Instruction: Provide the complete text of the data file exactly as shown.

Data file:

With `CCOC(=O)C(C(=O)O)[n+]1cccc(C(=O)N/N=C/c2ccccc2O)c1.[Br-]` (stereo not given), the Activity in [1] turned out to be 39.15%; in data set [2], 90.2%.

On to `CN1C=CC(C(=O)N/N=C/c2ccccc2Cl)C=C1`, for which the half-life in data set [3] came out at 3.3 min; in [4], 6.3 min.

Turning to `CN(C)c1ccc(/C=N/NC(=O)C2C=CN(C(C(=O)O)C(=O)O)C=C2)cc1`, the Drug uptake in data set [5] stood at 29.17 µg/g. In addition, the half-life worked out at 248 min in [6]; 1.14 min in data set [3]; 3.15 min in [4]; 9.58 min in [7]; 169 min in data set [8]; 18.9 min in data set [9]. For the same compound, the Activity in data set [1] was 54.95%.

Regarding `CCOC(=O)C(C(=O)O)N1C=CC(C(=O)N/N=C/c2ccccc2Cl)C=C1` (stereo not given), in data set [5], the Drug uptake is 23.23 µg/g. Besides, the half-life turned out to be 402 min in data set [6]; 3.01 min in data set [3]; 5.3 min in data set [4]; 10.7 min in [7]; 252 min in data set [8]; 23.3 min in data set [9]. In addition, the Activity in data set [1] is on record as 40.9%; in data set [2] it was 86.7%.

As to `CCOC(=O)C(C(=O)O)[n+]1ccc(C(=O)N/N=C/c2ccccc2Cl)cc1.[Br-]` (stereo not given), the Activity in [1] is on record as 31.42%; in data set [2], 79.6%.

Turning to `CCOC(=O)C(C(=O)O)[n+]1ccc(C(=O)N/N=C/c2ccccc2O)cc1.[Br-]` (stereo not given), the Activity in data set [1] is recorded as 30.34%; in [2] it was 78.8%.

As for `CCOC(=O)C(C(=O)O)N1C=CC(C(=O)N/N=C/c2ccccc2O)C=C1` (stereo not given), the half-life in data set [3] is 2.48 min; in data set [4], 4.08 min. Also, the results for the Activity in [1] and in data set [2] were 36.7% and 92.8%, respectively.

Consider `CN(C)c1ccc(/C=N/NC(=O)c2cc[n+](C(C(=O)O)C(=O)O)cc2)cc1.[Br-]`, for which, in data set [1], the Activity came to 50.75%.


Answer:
With `CCOC(=O)C(C(=O)O)[n+]1cccc(C(=O)N/N=C/c2ccccc2O)c1.[Br-]` (stereo not given), the Activity in [1] turned out to be 39.15%; in data set [2], 90.2%.

On to `CN1C=CC(C(=O)N/N=C/c2ccccc2Cl)C=C1`, for which the half-life in data set [3] came out at 3.3 min; in [4], 6.3 min.

Turning to `CN(C)c1ccc(/C=N/NC(=O)C2C=CN(C(C(=O)O)C(=O)O)C=C2)cc1`, the Drug uptake in data set [5] stood at 29.17 µg/g. In addition, the half-life worked out at 248 min in [6]; 1.14 min in data set [3]; 3.15 min in [4]; 9.58 min in [7]; 169 min in data set [8]; 18.9 min in data set [9]. For the same compound, the Activity in data set [1] was 54.95%.

Regarding `CCOC(=O)C(C(=O)O)N1C=CC(C(=O)N/N=C/c2ccccc2Cl)C=C1` (stereo not given), in data set [5], the Drug uptake is 23.23 µg/g. Besides, the half-life turned out to be 402 min in data set [6]; 3.01 min in data set [3]; 5.3 min in data set [4]; 10.7 min in [7]; 252 min in data set [8]; 23.3 min in data set [9]. In addition, the Activity in data set [1] is on record as 40.9%; in data set [2] it was 86.7%.

As to `CCOC(=O)C(C(=O)O)[n+]1ccc(C(=O)N/N=C/c2ccccc2Cl)cc1.[Br-]` (stereo not given), the Activity in [1] is on record as 31.42%; in data set [2], 79.6%.

Turning to `CCOC(=O)C(C(=O)O)[n+]1ccc(C(=O)N/N=C/c2ccccc2O)cc1.[Br-]` (stereo not given), the Activity in data set [1] is recorded as 30.34%; in [2] it was 78.8%.

As for `CCOC(=O)C(C(=O)O)N1C=CC(C(=O)N/N=C/c2ccccc2O)C=C1` (stereo not given), the half-life in data set [3] is 2.48 min; in data set [4], 4.08 min. Also, the results for the Activity in [1] and in data set [2] were 36.7% and 92.8%, respectively.

Consider `CN(C)c1ccc(/C=N/NC(=O)c2cc[n+](C(C(=O)O)C(=O)O)cc2)cc1.[Br-]`, for which, in data set [1], the Activity came to 50.75%.